As every nerd will tell you, there’s something alluring about being drawn into the dark side – a place where you don’t normally go.
In the musical Little Shop of Horrors, Seymour, a young man with zero sex appeal, works in a flower shop dreaming of his chances with Audrey – the girl of his fancy. When he somehow manages to create a carnivorous plant (that just so happens to feed on human flesh), he names it in her honor. But in order to keep “Audrey, Jr.” fed, he has to figure out where the food will come from next…and the hilarious nightmare begins.
Fortunately for us, carnivorous plants have very little interest in consuming humans; they’re too busy focused on the multitude of insects that pass unwittingly by. Still, there’s no reason to believe all is safe…for lurking around the dark side of the flora kingdom are “wicked plants.”
This weekend, do something delightfully sinister and treat yourself to three ways to safely come in contact with carnivorous plants:
Attend the Carnivorous Plant Show & Sale, June 25 from 12 – 4 pm at the Garden Center on Lake Merritt in Oakland.
The Bay Area Carnivorous Plant Society (BACPS) is hosting their annual, one-day event in Oakland. Here’s where you can learn how to keep your Venus flytrap alive (no human sacrifices needed!), and then learn how these kinds of plants feed themselves insects and “even small rodents.”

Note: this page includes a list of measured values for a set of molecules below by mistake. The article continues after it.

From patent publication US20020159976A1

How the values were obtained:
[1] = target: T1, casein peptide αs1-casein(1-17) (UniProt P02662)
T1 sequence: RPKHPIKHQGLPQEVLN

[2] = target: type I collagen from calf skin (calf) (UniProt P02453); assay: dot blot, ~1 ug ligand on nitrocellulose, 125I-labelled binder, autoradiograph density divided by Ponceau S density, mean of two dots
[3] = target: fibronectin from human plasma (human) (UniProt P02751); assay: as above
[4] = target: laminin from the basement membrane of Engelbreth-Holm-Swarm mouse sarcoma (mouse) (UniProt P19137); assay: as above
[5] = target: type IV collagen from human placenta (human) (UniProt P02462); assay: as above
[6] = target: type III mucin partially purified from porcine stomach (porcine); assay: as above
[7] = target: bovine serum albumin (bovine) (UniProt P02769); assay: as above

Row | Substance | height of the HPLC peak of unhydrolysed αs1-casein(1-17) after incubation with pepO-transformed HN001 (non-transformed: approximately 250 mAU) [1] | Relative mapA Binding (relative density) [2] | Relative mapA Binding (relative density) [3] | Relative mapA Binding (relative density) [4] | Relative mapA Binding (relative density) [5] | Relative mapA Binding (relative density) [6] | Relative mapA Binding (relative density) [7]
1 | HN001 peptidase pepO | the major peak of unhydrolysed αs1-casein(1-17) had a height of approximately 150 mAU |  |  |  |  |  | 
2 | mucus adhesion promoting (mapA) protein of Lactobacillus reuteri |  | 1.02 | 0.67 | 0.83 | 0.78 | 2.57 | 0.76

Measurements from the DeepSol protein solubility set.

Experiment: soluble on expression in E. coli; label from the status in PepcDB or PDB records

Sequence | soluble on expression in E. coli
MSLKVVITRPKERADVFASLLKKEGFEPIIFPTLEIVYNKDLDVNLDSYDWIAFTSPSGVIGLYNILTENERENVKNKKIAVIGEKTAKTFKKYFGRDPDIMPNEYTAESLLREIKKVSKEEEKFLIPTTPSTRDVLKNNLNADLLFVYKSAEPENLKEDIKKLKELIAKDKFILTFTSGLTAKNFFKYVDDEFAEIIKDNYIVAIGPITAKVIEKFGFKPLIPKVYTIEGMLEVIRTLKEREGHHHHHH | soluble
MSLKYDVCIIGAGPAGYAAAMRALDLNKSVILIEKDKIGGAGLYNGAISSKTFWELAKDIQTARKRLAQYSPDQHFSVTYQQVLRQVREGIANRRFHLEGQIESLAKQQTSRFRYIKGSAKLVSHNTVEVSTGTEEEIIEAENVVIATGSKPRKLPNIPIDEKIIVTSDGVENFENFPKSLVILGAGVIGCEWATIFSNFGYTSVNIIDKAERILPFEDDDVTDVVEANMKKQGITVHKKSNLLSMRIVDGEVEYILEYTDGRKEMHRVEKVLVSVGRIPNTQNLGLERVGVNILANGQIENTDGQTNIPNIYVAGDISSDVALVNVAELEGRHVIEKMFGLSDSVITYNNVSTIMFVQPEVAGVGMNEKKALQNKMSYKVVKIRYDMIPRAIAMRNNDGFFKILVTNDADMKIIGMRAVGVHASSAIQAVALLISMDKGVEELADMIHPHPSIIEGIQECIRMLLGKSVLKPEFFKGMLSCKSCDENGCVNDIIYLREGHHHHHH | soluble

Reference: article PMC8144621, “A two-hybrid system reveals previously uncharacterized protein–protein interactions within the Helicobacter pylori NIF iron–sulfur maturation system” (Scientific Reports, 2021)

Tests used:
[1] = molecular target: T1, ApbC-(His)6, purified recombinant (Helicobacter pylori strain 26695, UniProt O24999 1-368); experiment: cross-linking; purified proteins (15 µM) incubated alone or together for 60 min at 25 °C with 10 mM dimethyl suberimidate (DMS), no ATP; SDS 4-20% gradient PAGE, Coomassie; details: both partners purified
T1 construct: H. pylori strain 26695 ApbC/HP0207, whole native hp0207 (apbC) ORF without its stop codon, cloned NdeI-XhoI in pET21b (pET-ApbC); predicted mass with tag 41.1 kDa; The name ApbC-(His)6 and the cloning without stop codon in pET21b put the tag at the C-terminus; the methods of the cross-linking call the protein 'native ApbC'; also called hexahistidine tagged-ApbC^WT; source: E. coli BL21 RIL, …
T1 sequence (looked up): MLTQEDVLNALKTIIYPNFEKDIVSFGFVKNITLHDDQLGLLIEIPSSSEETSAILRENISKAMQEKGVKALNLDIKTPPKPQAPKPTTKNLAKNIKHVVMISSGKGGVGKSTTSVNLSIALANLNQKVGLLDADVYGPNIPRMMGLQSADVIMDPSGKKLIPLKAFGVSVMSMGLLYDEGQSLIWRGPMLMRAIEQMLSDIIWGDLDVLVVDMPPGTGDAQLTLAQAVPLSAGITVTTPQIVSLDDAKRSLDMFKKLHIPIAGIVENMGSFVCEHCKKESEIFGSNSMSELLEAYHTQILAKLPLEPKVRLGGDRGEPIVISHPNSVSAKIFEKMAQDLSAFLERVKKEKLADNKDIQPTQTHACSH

The largest show of its kind in Northern California, there will be a juried exhibition, raffle, a rare plant auction, and hundreds of plants for sale from a variety of growers.
To continue your exposure to the deadly attraction of wicked plants, pay a visit to the California Carnivorous Plant nursery in Sebastapol. Originally founded by Peter D’Amato in 1989, the nursery (located on Old Gravenstein Hwy.) is a hot spot for carnivorous plants. From Venus flytraps, to pitcher plants, to the North California-native cobra plant (“with their bulbous green heads, twisted red tongues and long, tubular pitchers”), you’ll find them here. And if you’ve ever wondered what the difference is between a butterwort and a bladderwort, be sure to ask the knowledgeable staff.
“Just was we study plants that heal, we must know the ones that kill,” says Amy Stewart, author of Wicked Plants. Her book – a popular read amongst flower society matrons and flora-philes alike – is all about the evil side that lurks in the world of plants.
The San Francisco Conservatory of Flowers has mounted an exhibition (scheduled to run through October) that uses Stewart’s Wicked Plants as its inspiration. Filled with theatrical interpretations of the book’s sinister denizens, Lau Hodges (the director of operations and exhibits) has constructed a conservatory room that resembles an untended garden, with a murder victim who’s been poisoned by one (or more) of the plants that surround him.
Maybe it was the butler with an azalea that did him in; or maybe it was his wife, using the white snakeroot – the same weed that killed Abraham Lincoln’s mother. Regardless, the exhibit is just another way to explore and appreciate the deadly art of plant cultivation.